• A61M5/3287Accessories for bringing the needle into the body; Automatic needle insertion
    • A61M2005/3289Accessories for bringing the needle into the body; Automatic needle insertion with rotation of the needle, e.g. to ease penetration

Abstract

An autoinjector that receives a pre-filled syringe, having a central body and an actuator sleeve provided with one end that comes into contact with the user. The actuator sleeve can be moved between projecting and actuation positions and it is in the projecting position prior to and following the actuation of the autoinjector. An injection mechanism is provided to inject the product when the needle is inserted into the user's body. The autoinjector also includes a barrel movement device to move the needle into the injection position and retract the needle from the body following injection. The movement device includes a control ring rotatably mounted in the central body, the ring having an inclined internal profile that engages with an internal projection of a control sleeve that can move axially in the central body, such that the sleeve moves axially when the ring is rotated.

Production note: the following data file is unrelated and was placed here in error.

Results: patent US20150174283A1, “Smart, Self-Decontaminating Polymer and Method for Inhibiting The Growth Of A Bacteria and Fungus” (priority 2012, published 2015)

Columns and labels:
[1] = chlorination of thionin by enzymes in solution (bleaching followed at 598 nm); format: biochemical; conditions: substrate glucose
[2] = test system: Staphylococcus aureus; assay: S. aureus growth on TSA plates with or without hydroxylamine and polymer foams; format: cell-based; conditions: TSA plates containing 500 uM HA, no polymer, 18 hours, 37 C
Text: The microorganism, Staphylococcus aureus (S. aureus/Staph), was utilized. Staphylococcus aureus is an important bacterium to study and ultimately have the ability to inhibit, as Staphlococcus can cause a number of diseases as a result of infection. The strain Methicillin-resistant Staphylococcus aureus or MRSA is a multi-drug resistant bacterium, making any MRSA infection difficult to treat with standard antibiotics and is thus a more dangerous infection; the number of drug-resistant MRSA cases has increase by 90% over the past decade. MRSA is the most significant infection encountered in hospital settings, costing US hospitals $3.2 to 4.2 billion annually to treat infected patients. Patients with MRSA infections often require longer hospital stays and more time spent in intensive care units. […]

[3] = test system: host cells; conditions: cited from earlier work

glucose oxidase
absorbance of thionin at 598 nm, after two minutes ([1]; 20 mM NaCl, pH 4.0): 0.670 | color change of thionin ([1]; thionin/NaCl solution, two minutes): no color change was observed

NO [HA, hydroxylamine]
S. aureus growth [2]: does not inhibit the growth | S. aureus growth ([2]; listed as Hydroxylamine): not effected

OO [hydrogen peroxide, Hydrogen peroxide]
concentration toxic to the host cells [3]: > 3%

Description

CROSS REFERENCE TO RELATED APPLICATIONS

This application is a National Stage of International Application No. PCT/FR2013/051136 filed May 24, 2013, claiming priority based on French Patent Application Nos. 1254857 filed May 25, 2012, U.S. Pat. No. 1,259,116 filed Sep. 27, 2012 and U.S. Pat. No. 1,352,517 filed Mar. 21, 2013, the contents of all of which are incorporated herein by reference in their entirety.